And then there’s the baboon Rafiki. Rafiki is a fascinating character. His actions define him far more than his words. He is present from the very beginning, performing a ritual on the infant Simba that is strongly reminiscent of baptism. Years later, when he realizes that Simba is still alive, he joyfully adds a mane to a drawing of the rightful king, anointing him, in a sense. Rafiki knows who Simba is meant to be, but realizes that Simba needs to discover and choose it for himself. Seeped in priestly symbolism, Rafiki represents our call from God.

Finally, Scar serves as a stand-in for something that is pervasive both in the parable and in our own lives—sin. Sin is that which separates us from God. When Scar tells Simba, “Run. Run away, and never return,” he is separating Simba from all of the good and right things in his life: his family, his home, and most of all, the truth. In that scene, Scar convinces Simba that he is unworthy of being forgiven. It is this same idea that almost keeps the Prodigal Son from returning home and that all too often keeps us from fulfilling God’s purposes for us. And if that doesn’t convince you that Scar represents sin, the number of times that Scar is depicted surrounded by flames is pretty evocative of the theological concept of Hell—the ultimate separation from God.

On the surface, these animated characters come together to tell an entertaining story, but now that they are imbued with allegorical meaning, perhaps we can view the movie with a fresh perspective to deepen our understanding of God’s Word.

Like the Prodigal Son, Simba was not satisfied being born into privilege. He was impatient to receive his “due”—in the minds of both Simba and the Prodigal Son, the anticipated gift of an inheritance was distorted into something that they were owed. Already, I think, we can begin to see ourselves reflected in each of these characters. In a commentary on the parable of the Prodigal Son, 17th century theologian Matthew Henry notes, “It is bad, and the beginning of worse, when people look on God’s gifts as debts.”[1] We may not be demanding and squandering a monetary inheritance, but we have certainly misused the authority and talents that God has bestowed upon us without our deserving them.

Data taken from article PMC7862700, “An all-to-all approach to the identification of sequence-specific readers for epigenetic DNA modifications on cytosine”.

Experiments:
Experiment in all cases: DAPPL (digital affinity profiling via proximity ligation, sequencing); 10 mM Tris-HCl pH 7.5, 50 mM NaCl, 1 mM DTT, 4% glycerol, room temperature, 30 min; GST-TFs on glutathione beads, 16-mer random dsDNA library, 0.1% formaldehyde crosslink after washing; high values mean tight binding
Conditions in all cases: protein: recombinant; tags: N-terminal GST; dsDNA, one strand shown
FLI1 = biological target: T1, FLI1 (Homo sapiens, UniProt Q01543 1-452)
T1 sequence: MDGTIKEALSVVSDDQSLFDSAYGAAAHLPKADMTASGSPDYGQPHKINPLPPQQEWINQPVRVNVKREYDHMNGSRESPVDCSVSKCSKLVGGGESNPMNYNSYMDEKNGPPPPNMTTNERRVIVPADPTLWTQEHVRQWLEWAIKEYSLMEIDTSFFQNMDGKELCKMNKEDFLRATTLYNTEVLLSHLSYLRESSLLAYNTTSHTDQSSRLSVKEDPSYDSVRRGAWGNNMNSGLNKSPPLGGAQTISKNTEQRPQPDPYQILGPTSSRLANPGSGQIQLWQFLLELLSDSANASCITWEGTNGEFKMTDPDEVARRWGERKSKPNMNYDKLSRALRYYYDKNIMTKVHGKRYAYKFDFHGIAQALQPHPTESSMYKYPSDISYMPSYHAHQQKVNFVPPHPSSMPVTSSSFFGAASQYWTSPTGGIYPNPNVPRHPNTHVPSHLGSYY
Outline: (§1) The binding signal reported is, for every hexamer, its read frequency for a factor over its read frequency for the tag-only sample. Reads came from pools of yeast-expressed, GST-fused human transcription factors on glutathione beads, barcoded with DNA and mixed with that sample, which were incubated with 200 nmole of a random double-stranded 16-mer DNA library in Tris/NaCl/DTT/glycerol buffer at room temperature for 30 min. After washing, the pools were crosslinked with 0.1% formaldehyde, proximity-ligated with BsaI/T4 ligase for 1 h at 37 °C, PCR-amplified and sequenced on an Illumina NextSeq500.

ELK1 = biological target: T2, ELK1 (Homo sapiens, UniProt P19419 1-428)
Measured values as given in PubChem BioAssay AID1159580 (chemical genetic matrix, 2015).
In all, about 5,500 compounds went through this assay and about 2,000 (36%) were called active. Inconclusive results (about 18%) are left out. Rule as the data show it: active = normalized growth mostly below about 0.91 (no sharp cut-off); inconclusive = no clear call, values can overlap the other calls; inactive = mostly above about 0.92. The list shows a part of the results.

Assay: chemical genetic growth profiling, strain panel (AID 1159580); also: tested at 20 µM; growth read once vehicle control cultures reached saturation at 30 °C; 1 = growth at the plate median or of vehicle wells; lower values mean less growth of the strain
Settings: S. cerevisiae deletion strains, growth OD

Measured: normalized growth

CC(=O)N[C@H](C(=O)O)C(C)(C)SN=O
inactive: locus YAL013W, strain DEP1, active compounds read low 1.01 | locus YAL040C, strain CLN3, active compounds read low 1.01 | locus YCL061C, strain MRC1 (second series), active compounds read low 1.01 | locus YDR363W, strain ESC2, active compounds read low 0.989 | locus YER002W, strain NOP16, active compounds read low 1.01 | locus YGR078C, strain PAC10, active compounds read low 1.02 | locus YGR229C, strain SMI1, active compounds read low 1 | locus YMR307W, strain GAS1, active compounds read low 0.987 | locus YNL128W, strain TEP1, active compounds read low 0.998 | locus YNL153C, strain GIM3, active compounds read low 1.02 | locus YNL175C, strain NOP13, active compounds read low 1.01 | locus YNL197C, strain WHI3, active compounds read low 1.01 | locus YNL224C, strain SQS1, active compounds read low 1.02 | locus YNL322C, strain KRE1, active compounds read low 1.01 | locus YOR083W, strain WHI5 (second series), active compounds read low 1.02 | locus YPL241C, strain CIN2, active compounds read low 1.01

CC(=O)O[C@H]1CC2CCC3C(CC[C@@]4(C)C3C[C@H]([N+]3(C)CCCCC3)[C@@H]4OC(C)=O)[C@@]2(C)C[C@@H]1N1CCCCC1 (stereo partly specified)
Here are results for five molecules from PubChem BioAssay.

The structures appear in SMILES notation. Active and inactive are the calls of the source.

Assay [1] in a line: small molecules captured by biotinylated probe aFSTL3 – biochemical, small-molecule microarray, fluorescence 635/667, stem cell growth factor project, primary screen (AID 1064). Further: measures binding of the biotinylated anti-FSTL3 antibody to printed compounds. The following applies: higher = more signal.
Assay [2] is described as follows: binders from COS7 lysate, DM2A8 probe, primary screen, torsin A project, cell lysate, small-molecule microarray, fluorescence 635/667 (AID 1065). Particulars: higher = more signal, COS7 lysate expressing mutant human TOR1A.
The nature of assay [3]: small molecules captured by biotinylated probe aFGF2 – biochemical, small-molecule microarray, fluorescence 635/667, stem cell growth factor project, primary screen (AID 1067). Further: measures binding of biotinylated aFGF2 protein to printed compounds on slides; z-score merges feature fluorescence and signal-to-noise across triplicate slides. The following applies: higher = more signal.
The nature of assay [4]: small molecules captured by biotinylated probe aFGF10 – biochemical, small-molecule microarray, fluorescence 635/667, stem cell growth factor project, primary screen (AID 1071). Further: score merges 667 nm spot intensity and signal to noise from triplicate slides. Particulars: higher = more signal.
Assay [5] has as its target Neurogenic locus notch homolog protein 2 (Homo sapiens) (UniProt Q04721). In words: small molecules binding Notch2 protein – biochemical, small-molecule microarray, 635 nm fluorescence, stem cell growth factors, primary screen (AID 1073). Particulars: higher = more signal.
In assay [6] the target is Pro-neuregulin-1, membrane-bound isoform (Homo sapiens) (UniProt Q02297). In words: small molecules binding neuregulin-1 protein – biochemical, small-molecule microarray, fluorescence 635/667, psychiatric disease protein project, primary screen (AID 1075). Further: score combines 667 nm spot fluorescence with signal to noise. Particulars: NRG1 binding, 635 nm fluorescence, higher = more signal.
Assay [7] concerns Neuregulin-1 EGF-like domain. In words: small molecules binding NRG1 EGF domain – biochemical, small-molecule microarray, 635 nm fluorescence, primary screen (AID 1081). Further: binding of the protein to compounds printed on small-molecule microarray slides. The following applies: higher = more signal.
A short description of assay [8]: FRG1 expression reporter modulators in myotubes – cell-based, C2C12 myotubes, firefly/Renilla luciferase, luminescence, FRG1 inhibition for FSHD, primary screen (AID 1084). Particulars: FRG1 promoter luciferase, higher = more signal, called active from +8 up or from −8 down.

These characters’ arrogance turns into something much darker when we realize that both monetary inheritance and inherited kingship are dependent upon the death of one’s parent. While I’m willing to give both Simba and the Prodigal Son the benefit of the doubt that neither of them realized exactly what they were wishing for, they were essentially expressing an impatience for their fathers’ demise through their demands. In their own estimation, they didn’t need anyone else. They were tired of being controlled (Simba sings an entire musical number about it) and they wanted an escape. They wanted freedom.

Let’s just admit now that we are not, nor have God’s people ever been, free from guilt in this respect. We are always thinking that we know best and clamoring for something that we think is better. Just as Simba ran off to the Elephant Graveyard in direct defiance of his father, just as the Israelites were worshiping a golden calf at the very moment that Moses was receiving God’s Law, just as Adam and Eve consumed the fruit from the tree that God had forbade, so too do we continually and deliberately act contrary to the will of our heavenly parent, all in the name of “freedom.” But true freedom in Christ doesn’t translate into uninhibited autonomy. As both the Prodigal Son and Simba eventually learn, true freedom is inextricably bound to humility, responsibility, and repentance.

When these things finally occur to them, each character experiences a profound period of discernment. They wrestle with their identity in the face of their sin. Disney kind of hits us over the head with this when Mufasa’s spirit speaks to Simba from the sky: “You have forgotten who you are and so have forgotten me. Look inside yourself, Simba. You are more than what you have become. You must take your place in the Circle of Life.” God refuses to let us forget who we are. God insists on reminding us again and again and drawing us back into God’s community.